Deadly India COVID-19 Outbreak Hits U.S. Diplomatic Mission, Killing Two 1

At least two local hires of the U.S. diplomatic mission to India have died and more than 100 personnel, including Americans, have been infected in the punishing COVID-19 wave currently gripping the nation, according to CNN.

It is not clear where the affected employees are located among the U.S.’s five consulate offices across the country and major embassy in New Dehli.

American personnel, family members and local staff finally received their first COVID-19 vaccines just two weeks ago amid frustration over the rising case numbers, a source told CNN. The source added that the U.S. diplomatic mission staff felt they were not being prioritized given the fact that most foreign service diplomats in Europe and elsewhere—including Kabul and Baghdad—had already received their shots.

The staff in India was also frustrated by high-level visits by Secretary of Defense Lloyd Austin and later Special Presidential Envoy for Climate John Kerry, which they felt put them at risk in the planning process, which involved in-person meetings even as the case numbers surged. A source told CNN there were “reports of positive COVID cases in the wake of the trips, it is unclear if they were directly linked to the visits.”

Secretary of State Tony Blinken referred to the growing frustration by diplomats abroad in February, and the State Department spokesman Ned Price said on April 18 they had “completed deployment of vaccines to all of our posts abroad.” Though by then, the situation in India had already begun to spiral out of control.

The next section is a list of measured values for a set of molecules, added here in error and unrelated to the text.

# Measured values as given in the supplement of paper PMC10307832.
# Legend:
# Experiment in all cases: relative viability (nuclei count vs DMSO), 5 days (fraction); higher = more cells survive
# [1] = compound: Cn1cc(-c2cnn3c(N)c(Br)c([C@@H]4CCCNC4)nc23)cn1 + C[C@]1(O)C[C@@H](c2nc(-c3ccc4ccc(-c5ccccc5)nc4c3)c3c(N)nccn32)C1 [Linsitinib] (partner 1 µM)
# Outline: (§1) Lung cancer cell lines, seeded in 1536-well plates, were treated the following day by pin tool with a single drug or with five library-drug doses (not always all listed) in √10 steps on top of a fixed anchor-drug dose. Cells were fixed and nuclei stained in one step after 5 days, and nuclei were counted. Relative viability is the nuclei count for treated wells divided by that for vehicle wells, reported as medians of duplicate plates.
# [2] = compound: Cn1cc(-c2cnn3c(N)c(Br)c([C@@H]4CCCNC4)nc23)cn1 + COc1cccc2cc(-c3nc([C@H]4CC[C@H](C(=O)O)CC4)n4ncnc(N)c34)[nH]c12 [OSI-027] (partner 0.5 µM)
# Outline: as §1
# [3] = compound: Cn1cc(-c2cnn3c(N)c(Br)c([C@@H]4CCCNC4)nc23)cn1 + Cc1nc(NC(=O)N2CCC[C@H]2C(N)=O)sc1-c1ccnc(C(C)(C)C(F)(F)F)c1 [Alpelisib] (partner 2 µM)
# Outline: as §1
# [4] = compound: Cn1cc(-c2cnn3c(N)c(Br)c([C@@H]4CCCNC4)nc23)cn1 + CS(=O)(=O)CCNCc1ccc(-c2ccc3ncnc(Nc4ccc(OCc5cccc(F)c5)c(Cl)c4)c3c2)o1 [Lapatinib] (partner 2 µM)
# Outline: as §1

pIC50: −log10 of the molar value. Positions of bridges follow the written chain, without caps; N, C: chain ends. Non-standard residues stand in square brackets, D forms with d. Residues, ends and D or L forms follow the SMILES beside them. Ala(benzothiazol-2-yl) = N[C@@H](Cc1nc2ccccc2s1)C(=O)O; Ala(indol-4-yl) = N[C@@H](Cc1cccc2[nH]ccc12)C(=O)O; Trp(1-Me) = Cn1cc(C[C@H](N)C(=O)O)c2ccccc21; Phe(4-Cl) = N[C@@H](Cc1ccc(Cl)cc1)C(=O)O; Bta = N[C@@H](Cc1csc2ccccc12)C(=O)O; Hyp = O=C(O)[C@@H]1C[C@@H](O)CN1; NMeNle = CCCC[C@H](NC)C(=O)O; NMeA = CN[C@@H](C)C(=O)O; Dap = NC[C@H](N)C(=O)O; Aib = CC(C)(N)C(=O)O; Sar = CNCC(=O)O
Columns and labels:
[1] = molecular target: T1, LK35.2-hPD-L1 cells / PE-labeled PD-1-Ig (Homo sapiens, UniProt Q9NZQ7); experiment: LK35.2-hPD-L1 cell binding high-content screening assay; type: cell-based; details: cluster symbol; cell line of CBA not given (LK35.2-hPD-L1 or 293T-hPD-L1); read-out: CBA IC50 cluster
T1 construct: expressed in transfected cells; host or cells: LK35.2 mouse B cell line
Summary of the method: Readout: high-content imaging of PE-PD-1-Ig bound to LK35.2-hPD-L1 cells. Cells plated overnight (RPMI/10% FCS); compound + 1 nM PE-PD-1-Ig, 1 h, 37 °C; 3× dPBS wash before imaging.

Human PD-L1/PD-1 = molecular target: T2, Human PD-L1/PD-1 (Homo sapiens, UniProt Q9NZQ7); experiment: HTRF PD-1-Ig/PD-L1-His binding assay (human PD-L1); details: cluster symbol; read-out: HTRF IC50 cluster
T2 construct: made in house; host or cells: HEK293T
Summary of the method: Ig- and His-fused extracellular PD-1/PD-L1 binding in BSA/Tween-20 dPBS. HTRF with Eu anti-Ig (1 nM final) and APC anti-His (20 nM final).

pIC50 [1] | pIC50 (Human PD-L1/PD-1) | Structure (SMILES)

In a statement to CNN, the State Department said they had no priority higher than the safety and security of employees. “We are closely monitoring the situation and we will take all necessary measures to safeguard the health and well-being of our employees, including offering vaccines to employees.”

Price also told the network that while he could not confirm the deaths or reports of the outbreak at the India diplomatic mission due to “privacy concerns,” the situation was dire. “India is enduring a deeply concerning outbreak and the entire country has been affected,” he said at a briefing. “We obviously do have a large diplomatic presence within India, it is tantamount to the deep engagement and partnership we have with India, but I’m not in a position to speak to any cases within our staff or embassy community.”

President Joe Biden spoke with Indian Prime Minister Narenda Modi on Monday, though the U.S. has not yet pledged to send actual vaccines to the beleaguered nation—only components to make the jabs. “The President pledged America’s steadfast support for the people of India who have been impacted by the recent surge in COVID-19 cases,” a readout of the call said. “In response, the United States is providing a range of emergency assistance, including oxygen-related supplies, vaccine materials, and therapeutics.”

India continues to set daily records in new infections as the country succumbs to a deadly third wave, crippled by shortages of critical supplies including oxygen, medicine, and ventilators. The source told CNN that the U.S. reluctance to vaccinate the staff in India proved deadly and that the vaccines “came too late for the two people who died… it’s horrible.”